Police struggle to identify source of explosivesEven as incidents of blasts, targeting poll candidates and their campaigns continued unabated, security agencies are struggling to identify source of ballistic materials used by the anti-election forces. More than 100 such incidents have taken place in the past three weeks.
Even as incidents of blasts, targeting poll candidates and their campaigns continued unabated, security agencies are struggling to identify source of ballistic materials used by the anti-election forces. More than 100 such incidents have taken place in the past three weeks.
While the Nepal Police said that more than 400 persons have been arrested for their involvement in anti-election activities, they have failed to ascertain the source of raw materials used to develop the IEDs.
On Monday, former health minister Gagan Thapa narrowly escaped a bomb blast aimed at his door-to-door campaign. An IED was detonated targeting Thapa’s election campaign in Chapali of Budhanilkantha Municipality. He sustained minor injuries on his left ear and back. Seven others were also injured in the attack.
The security agencies have blamed the cadres of the Netra Bikram Chand-led CPN for a slew of detonations across the country. But the party has not claimed responsibility for any of the recent attacks. “An investigation is on and we are interrogating people arrested in connection with the blast,” said Nepal Police Spokesperson DIG Manoj Neupane, without going into details.
However, police officials who have been involved in the investigation said they are investigation into a lead “that links ballistic materials used for making IEDs to ongoing construction projects in India”. As these projects use ballistic materials at construction sites, Nepalis labourers who are working there could have shipped the raw materials into Nepal.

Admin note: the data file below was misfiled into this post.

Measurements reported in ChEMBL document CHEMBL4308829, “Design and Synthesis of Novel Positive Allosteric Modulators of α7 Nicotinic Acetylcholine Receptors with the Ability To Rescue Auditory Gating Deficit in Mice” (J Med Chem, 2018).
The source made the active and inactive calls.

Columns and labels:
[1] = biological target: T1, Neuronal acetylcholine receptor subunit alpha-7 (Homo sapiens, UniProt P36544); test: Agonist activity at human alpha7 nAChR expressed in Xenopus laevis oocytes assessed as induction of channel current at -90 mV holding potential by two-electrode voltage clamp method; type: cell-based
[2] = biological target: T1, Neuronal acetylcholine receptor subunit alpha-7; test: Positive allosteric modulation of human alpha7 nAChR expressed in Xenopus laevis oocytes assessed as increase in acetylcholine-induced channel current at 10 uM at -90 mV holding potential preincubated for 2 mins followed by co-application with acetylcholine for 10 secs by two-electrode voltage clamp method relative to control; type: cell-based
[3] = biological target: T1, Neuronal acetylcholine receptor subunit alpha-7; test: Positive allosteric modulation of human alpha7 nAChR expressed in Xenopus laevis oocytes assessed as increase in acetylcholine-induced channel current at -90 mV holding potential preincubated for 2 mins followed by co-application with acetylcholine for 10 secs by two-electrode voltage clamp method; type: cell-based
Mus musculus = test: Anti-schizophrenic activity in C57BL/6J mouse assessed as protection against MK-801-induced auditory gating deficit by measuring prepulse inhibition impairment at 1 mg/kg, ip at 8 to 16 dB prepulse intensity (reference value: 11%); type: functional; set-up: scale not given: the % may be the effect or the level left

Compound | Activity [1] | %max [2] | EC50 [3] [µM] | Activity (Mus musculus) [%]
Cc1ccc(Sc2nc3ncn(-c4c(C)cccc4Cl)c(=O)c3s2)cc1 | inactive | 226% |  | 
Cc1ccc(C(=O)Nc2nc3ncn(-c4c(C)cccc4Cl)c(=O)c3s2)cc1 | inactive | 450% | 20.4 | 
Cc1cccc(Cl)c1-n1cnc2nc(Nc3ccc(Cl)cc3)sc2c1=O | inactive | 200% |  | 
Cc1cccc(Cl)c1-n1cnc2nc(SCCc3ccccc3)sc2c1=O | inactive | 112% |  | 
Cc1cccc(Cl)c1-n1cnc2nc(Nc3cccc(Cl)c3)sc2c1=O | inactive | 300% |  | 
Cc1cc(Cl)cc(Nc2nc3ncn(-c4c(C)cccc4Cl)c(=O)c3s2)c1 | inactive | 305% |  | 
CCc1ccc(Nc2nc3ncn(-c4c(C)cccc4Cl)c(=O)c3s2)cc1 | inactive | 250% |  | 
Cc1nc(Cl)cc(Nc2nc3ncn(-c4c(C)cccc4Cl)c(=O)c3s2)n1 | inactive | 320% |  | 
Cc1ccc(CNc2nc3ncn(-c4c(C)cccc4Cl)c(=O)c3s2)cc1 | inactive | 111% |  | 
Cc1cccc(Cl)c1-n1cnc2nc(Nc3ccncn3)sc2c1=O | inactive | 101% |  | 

A recent seizure of explosives in Surkhet seems to have given credence to police claims.
On November 11, police had seized a huge cache of explosive materials, including 60 detonators, 555 gelatins and 22 metres of fuse wire from a jeep in Surkhet. An subsequent investigation into the incident showed that the explosives were brought from India through Kailali.
“A majority of the people who have been arrested are former Maoist combatants with expertise on preparing IEDs and using firearms,” said a high-level police official, requesting anonymity. “Some of these Nepali migrant workers in India are former rebels who are willing to support their friends in Nepal. This has been a big challenge facing us.”
The Nepal Police has also arrested a few Indian nationals along with explosives.
Two Indian men were arrested along with raw materials used for preparing IEDs from Dhading last week. A police team from Khanikhola Police Office arrested the individuals who were traveling on a passenger bus (Na 7 Kha 4976) en route to Kathmandu from Kakarbhitta during a security check.
The duo are being interrogated by the Special Bureau of Nepal Police, but details are yet to emerge.
CNP activist held with pistol
A district committee member of the Netra Bikram Chand-led Communist Party of Nepal (CNP) has been arrested in possession of a pistol from Sandhikharka, the district headquarters of Arghakhanchi. CNP district member Govinda Khanal was held with a pistol and seven bullets on Sunday, police said
on Tuesday. The security personnel recovered the arms hidden in a box during a raid in his house. The district police office has detained 13 CNP activists from the district in the past two weeks on charge of their involvement in anti-poll activities.